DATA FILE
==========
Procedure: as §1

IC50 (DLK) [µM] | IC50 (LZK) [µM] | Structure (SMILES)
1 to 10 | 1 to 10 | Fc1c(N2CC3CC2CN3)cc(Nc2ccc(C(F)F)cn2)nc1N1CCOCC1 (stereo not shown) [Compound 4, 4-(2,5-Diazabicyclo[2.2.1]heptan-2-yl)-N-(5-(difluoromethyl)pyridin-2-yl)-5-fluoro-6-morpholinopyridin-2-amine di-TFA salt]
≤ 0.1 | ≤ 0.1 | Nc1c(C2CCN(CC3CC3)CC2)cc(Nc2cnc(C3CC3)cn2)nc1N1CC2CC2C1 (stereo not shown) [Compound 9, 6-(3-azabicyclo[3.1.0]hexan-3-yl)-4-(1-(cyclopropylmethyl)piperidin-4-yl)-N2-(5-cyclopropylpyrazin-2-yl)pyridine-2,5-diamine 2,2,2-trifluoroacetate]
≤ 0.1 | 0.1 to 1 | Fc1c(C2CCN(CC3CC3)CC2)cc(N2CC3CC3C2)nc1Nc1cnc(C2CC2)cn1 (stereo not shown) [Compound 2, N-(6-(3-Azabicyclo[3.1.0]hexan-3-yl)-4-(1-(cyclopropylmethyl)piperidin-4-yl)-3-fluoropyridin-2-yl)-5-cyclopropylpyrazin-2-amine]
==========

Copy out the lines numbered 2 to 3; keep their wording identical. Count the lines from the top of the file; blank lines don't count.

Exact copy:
IC50 (DLK) [µM] | IC50 (LZK) [µM] | Structure (SMILES)
1 to 10 | 1 to 10 | Fc1c(N2CC3CC2CN3)cc(Nc2ccc(C(F)F)cn2)nc1N1CCOCC1 (stereo not shown) [Compound 4, 4-(2,5-Diazabicyclo[2.2.1]heptan-2-yl)-N-(5-(difluoromethyl)pyridin-2-yl)-5-fluoro-6-morpholinopyridin-2-amine di-TFA salt]